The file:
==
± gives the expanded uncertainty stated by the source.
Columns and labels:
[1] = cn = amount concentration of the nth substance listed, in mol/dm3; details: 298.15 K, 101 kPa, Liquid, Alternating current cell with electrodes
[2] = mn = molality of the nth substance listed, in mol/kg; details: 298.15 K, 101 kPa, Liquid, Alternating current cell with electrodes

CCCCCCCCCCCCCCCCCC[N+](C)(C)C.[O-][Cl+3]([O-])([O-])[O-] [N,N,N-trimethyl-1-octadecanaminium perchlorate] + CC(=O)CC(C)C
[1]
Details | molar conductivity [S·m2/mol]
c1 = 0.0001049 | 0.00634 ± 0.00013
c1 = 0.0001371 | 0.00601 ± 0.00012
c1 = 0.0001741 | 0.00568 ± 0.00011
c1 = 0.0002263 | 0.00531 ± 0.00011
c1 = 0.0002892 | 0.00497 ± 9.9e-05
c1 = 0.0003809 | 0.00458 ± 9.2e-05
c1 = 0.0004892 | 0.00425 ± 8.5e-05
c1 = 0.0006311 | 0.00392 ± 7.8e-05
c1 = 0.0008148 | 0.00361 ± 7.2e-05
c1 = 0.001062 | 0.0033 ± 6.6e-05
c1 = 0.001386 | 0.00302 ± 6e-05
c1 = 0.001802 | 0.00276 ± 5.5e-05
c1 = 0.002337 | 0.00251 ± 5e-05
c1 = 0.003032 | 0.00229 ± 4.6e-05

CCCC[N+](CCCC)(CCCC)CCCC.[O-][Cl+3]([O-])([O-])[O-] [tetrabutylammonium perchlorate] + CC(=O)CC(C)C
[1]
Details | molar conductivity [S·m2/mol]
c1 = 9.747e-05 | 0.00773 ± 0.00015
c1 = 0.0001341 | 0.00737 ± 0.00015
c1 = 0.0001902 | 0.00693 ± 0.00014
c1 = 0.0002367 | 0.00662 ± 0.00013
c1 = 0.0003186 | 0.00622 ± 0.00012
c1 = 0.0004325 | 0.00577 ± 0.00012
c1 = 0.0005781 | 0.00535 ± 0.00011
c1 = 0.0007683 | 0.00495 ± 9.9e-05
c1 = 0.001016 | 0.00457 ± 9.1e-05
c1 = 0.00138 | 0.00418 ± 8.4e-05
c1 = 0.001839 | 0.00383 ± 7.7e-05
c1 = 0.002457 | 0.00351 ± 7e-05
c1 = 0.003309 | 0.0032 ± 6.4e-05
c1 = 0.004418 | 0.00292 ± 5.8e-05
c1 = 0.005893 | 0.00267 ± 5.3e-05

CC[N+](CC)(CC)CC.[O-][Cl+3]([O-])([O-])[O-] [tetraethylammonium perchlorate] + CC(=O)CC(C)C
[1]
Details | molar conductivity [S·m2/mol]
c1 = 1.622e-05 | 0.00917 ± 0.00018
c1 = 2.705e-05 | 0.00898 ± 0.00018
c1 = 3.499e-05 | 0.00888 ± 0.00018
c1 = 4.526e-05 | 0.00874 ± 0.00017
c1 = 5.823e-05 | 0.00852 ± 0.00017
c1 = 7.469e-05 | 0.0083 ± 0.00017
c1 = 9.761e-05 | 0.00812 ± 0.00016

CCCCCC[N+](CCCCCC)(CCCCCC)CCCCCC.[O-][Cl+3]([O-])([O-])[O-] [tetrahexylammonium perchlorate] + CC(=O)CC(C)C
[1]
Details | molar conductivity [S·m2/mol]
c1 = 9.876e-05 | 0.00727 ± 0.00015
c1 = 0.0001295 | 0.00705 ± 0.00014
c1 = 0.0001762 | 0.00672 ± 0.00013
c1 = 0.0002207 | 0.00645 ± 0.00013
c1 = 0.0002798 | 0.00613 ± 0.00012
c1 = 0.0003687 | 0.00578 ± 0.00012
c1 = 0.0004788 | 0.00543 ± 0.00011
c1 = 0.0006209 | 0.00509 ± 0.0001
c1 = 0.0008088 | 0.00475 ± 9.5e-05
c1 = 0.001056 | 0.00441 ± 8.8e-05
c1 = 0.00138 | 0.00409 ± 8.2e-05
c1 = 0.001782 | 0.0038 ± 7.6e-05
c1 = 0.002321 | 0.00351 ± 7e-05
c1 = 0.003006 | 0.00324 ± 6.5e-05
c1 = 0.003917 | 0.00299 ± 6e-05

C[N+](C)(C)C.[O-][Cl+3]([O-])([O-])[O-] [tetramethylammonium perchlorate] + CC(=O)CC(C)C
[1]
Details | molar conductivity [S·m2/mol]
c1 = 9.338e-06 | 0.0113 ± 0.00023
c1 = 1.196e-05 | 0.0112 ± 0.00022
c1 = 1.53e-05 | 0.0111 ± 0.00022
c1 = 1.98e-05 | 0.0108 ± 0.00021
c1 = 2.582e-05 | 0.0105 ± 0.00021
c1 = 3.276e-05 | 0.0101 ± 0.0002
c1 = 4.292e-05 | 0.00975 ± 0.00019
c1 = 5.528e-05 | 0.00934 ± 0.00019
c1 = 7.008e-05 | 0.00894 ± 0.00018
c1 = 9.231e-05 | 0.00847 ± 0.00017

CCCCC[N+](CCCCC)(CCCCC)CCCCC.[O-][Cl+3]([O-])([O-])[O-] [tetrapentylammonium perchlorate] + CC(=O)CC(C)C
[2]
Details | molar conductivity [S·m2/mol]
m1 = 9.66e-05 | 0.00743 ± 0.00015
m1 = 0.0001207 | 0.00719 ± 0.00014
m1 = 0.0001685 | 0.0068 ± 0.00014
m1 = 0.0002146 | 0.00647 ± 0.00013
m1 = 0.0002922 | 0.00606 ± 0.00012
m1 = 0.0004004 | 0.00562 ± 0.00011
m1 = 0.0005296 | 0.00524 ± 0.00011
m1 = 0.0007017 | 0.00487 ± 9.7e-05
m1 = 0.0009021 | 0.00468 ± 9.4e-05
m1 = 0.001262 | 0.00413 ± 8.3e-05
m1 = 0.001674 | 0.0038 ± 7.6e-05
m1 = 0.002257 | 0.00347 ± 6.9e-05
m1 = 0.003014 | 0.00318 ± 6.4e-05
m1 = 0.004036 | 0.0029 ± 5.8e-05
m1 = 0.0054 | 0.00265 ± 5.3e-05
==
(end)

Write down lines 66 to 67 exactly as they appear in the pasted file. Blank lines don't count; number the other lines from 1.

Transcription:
c1 = 0.003006 | 0.00324 ± 6.5e-05
c1 = 0.003917 | 0.00299 ± 6e-05